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Project type/Form of grant
Other
Title [en]
Peace by Piece - Multiple Actors in Peace Processes in Civil Wars
Abstract [en]
The purpose of this project is to explore how the presence of multiple actors in civil wars affects the prospects of reaching negotiated settlements and durable peace. The study explores global patterns by employing unique data on peace agreements in the entire post-Cold War period, and entails an in-depth study of the Liberian peace process. The project also encompasses visits to two research environments. During the fall 2008 Nilsson was a Visiting Fellow at the Joan B. Kroc Institute for International Peace Studies, Notre Dame University, and in September 2007 a Visiting Fellow at the International Peace Research Institute, Oslo (PRIO).

Related publications not in DiVA:
-Nilsson, Desirée. 2012. “Inclusive Peace Agreements – A Path to Durable Peace in Africa?” From Intra-State War to Durable Peace: Conflict and its Resolution in Africa after the Cold War, Edited by Thomas Ohlson. Dordrecht: Republic of Letters Publishers.

Main financial support
SYLFF
Publications (5 of 5) Show all publications
Nilsson, D. (2012). Anchoring the Peace: Civil Society Actors in Peace Accords and Durable Peace. International Interactions, 38(2), 243-266
Open this publication in new window or tab >>Anchoring the Peace: Civil Society Actors in Peace Accords and Durable Peace
2012 (English)In: International Interactions, ISSN 0305-0629, E-ISSN 1547-7444, Vol. 38, no 2, p. 243-266Article in journal (Refereed) Published
Abstract [en]

Is peace more likely to prevail when the peace accord includes civil society actors such as religious groups, women's organizations, and human rights groups? This is the first statistical study that explores this issue. The article develops key claims in previous research regarding the role of civil society actors and durable peace, and proposes a set of hypotheses that focus on legitimacy in this process. The hypotheses are examined by employing unique data on the inclusion of civil society actors in all peace agreements in the post-Cold War period. The statistical analysis shows that inclusion of civil society actors in the peace settlement increases the durability of peace. The results further demonstrate that peace accords with involvement from civil society actors and political parties in combination are more likely to see peace prevail. The findings also suggest that inclusion of civil society has a particularly profound effect on the prospects for overall peace in nondemocratic societies.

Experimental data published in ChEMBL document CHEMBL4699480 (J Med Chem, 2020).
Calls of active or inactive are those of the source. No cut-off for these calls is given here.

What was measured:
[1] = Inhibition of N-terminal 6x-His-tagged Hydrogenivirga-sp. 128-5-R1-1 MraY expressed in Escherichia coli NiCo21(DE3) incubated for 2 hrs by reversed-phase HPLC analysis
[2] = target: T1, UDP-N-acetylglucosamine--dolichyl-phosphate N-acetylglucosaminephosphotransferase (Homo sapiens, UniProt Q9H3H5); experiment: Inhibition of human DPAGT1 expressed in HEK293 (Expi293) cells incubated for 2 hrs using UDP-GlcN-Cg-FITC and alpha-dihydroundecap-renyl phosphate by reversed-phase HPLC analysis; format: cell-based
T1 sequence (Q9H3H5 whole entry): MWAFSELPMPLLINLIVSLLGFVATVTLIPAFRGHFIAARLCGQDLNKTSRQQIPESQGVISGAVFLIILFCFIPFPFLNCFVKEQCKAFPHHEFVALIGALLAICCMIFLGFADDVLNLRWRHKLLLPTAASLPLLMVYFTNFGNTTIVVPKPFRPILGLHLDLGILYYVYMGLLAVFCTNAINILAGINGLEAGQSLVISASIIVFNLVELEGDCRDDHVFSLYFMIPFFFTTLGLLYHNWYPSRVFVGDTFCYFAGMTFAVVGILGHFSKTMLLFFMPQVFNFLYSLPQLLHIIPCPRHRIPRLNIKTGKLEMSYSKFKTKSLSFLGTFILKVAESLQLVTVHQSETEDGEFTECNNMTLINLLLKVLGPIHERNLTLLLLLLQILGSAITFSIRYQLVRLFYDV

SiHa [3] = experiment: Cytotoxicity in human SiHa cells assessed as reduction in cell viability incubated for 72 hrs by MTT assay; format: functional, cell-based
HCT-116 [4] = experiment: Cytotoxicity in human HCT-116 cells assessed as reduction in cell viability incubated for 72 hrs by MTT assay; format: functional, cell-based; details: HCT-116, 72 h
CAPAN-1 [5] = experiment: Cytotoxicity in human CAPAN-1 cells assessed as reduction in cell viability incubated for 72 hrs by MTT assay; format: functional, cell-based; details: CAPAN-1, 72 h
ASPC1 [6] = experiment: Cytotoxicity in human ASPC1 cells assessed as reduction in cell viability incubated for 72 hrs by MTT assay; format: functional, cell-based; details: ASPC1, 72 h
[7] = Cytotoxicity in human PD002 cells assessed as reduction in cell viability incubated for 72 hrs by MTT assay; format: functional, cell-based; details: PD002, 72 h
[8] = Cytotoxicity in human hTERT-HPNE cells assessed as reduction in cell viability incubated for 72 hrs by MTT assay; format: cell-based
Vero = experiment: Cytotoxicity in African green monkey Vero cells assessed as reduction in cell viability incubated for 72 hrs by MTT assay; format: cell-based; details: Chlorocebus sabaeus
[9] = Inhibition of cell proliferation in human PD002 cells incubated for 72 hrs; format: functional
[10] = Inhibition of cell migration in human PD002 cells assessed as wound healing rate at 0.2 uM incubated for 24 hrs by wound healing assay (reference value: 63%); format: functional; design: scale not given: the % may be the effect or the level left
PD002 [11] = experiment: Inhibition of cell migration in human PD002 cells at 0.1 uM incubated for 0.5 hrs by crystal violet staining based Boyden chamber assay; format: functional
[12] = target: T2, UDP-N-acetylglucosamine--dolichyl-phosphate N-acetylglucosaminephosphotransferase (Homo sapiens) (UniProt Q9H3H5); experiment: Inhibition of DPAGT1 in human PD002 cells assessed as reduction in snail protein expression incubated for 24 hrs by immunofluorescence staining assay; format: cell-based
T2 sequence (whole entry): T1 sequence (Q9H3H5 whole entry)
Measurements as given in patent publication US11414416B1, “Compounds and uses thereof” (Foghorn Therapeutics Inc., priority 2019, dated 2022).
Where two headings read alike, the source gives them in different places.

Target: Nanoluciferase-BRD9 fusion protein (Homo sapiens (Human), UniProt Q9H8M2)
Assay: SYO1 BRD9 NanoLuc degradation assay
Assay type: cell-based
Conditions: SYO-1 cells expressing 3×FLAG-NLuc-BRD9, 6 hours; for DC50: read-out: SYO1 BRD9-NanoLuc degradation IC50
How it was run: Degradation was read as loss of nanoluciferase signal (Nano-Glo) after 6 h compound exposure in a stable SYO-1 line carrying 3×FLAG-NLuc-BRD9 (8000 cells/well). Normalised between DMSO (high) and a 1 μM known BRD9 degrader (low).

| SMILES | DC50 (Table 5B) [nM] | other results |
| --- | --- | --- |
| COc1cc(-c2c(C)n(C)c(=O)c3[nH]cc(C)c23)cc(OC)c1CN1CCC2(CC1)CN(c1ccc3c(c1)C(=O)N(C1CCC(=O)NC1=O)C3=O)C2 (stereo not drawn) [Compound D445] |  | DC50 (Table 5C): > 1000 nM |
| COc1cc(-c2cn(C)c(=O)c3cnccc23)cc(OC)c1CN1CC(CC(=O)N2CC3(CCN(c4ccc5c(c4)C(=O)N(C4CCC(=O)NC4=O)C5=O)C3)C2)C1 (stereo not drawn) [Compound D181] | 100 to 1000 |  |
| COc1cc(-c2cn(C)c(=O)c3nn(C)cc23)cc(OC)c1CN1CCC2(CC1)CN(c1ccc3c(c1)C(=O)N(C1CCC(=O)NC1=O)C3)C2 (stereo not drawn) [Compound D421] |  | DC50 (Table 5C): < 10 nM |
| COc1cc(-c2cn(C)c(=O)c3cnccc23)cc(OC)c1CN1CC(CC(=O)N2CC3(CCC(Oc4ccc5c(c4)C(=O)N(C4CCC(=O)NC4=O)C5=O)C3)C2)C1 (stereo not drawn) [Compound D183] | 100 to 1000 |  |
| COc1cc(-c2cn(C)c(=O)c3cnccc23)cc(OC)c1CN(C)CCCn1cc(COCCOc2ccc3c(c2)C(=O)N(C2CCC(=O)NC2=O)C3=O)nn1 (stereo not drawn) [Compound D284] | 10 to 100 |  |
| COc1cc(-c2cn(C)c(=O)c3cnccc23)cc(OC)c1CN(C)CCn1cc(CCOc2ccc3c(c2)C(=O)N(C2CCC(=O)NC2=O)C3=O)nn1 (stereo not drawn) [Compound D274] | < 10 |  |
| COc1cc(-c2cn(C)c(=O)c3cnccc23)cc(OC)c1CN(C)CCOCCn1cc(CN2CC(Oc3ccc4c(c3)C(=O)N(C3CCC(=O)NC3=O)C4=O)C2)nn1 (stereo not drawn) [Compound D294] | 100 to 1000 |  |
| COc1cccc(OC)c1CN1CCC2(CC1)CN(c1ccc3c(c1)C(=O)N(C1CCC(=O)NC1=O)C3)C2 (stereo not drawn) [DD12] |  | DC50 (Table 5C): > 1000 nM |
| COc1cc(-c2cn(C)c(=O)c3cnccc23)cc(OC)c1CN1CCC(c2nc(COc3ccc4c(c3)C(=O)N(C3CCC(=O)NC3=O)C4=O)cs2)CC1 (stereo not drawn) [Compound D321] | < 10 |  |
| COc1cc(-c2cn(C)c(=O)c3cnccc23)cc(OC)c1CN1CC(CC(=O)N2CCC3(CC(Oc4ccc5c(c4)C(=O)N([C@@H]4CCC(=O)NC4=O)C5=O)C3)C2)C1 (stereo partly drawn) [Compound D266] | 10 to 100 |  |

Keywords
armed conflict, civil society, civil war, inclusion, peace agreement
National Category
Social Sciences
Identifiers
urn:nbn:se:uu:diva-174613 (URN)10.1080/03050629.2012.659139 (DOI)000302788400005 ()
Available from: 2012-05-22 Created: 2012-05-22 Last updated: 2020-06-30Bibliographically approved
Nilsson, D. (2010). Turning Weakness into Strength: Military Capabilities, Multiple Rebel Groups and Negotiated Settlements. Conflict Management and Peace Science, 27(3), 253-271
Open this publication in new window or tab >>Turning Weakness into Strength: Military Capabilities, Multiple Rebel Groups and Negotiated Settlements
2010 (English)In: Conflict Management and Peace Science, ISSN 0738-8942, E-ISSN 1549-9219, Vol. 27, no 3, p. 253-271Article in journal (Refereed) Published
Abstract [en]

The fact that many civil wars involve several warring parties is often highlighted as an obstacle to conflict resolution. However, this issue has so far attracted little attention in previous research. This article aims to contribute to filling this gap. It is argued that whereas only very strong rebel groups should be able to force concessions, a multiparty context can turn the tables and increase the chances for weak rebel groups to reach a deal. The empirical analysis is based on dyadic data covering the government and each rebel group in all internal armed conflicts, 1989-2003. In accordance with the theory, it is found that the likelihood that the government and a weak rebel group will reach a negotiated settlement increases with the number of warring parties in the conflict.